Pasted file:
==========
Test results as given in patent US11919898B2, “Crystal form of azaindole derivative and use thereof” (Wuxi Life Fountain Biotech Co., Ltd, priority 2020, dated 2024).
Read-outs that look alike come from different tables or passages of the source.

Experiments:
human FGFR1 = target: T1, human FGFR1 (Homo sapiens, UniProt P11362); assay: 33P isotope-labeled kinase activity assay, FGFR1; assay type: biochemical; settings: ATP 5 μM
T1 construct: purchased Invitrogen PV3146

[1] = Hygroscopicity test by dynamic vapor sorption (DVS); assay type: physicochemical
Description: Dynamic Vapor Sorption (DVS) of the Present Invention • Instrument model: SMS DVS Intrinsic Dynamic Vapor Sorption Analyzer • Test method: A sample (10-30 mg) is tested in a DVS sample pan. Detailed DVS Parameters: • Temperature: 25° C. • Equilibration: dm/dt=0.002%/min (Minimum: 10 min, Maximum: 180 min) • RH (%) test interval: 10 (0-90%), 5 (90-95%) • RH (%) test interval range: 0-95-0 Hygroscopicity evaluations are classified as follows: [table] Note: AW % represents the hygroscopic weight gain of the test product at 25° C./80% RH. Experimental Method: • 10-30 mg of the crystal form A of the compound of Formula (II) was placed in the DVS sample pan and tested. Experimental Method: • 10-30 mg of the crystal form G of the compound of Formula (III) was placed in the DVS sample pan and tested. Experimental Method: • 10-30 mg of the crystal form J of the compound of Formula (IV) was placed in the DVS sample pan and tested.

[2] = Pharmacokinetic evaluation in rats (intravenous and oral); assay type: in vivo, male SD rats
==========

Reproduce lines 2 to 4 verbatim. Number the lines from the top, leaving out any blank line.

Read-outs that look alike come from different tables or passages of the source.

Experiments:
human FGFR1 = target: T1, human FGFR1 (Homo sapiens, UniProt P11362); assay: 33P isotope-labeled kinase activity assay, FGFR1; assay type: biochemical; settings: ATP 5 μM